Nature just released a pre-publication copy of a paper detailing the sequencing of the panda genome. The genome was sequenced and assembled using entirely 2nd generation sequencing technologies (specifically the Illumina sequencer) which produced reads that averaged only 53 basepairs long.*
The panda they chose was a three year old female, and they got such resolution (the average individual base pair was sequenced 73 times!) they were even able to identify individual changes in sequence between her two copies of each chromosome.** From this they were able to estimate a difference in the DNA sequence (called a SNP***) occur once every 740 bases which is almost twice the rate of humans.
Having so much genetic diversity is surprising in a species as endangered as Giant Pandas with only 2500-3000 remaining in the wild, with a few hundred more in captive breeding programs like the one where the panda whose genome was sequenced is kept.
Much of the comparative analysis of the panda genome used the dog genome for comparison as dogs are currently the best sequenced carnivora**** species (last I heard, the cat genome was only 2x coverage). By including data from the human and mouse genomes, the authors were able to conclude that mutations accumulated more slowly in the genome of giant pandas than in any of the other three lineages (human, mouse, and dog), which just makes the high level of diversity within pandas even more interesting.
That wraps up my initial thoughts on the panda genome. Here are a couple of links for further reading:
- The Nature paper itself.
- AFP article on the publication of the genome
- If you’re interested, here’s the site where you can download the panda genome itself. Edit: The site appears to be down, I imagine they’re getting hammered with traffic today.
- And of course, we couldn’t have a post on giant pandas without at least one panda youtube video (only 20 seconds long)
In closing, consider that the pandas don’t seem very motivated to survive as a species considering all the work we humans (specifically the Chinese government) are putting into trying to keep them around (quote from the AFP article linked above):
*For perspective, the epic novel War and Peace contains approximately 5 million letters in its english translation. Assembling the Panda genome is the equivalent of piecing together a novel 500 times as long using random fragments of text such as:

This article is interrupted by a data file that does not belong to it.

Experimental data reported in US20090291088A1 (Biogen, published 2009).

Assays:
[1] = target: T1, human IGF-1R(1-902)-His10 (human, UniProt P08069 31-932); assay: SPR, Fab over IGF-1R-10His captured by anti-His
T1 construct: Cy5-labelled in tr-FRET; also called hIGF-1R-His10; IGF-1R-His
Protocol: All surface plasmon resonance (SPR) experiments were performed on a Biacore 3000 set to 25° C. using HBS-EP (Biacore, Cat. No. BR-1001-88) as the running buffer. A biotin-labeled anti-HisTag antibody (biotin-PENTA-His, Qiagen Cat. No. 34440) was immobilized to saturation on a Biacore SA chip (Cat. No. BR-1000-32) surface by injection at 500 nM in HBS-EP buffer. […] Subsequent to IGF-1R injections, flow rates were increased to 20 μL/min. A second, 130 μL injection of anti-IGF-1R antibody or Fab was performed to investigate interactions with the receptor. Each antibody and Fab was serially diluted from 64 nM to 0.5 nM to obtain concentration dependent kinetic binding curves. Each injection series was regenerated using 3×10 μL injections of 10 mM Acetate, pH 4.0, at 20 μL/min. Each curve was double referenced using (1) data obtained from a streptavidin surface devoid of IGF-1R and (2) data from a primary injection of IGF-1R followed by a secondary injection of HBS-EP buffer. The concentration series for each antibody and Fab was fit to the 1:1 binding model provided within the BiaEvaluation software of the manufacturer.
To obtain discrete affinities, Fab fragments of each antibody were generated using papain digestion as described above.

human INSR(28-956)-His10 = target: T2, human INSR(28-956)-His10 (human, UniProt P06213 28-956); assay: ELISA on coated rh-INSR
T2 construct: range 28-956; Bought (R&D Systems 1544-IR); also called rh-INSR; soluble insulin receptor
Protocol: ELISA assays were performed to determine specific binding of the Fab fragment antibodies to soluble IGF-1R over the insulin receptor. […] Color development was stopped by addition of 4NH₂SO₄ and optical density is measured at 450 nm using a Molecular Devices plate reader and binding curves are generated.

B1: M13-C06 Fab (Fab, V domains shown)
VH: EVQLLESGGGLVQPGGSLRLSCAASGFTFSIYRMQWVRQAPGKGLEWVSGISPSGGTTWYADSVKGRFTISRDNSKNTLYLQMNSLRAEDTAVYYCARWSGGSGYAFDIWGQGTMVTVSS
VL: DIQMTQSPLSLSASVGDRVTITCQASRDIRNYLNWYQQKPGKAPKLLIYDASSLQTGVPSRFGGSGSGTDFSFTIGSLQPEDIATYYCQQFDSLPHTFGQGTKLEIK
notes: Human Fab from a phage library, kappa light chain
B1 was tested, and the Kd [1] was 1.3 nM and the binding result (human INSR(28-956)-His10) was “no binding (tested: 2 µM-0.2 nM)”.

nglish ambassador’s? Today is Wednesday. I must put
adron of varicolored horsemen. Two of them rode side
I am impressed.
**Normally to avoid issues created by the fact most organisms contain to equivalent but slightly different copies of each chromosome, the first draft of an organism is created using an inbred line, where both copies of each chromosome are essentially identical after many generations of selfing, or mating siblings. I know this was the case with the mouse genome, as well as many of the currently sequenced plant genomes (arabidopsis, rice, sorghum, maize, brachy). I’m not sure how the issue was dealt with in the human genome, since creating a highly inbred human for sequencing would be both unethical and impractical (human generation times are so long it’d take as much as a century to create someone appropriately inbred).
***SNP stands for single nucleotide polymorphism.
If my DNA reads:
and at the same position yours reads:
A single nucleotide has changed between us. That site is a SNP. For humans differences like that will occur, on average, once in every 1500 base pairs.
****Carnivora doesn’t mean all carnivores (although that is where the name comes from) but is, rather, an group of related species, many of them carnivores, including cats, dogs, weasels, bears, raccoons, and even seals and walruses.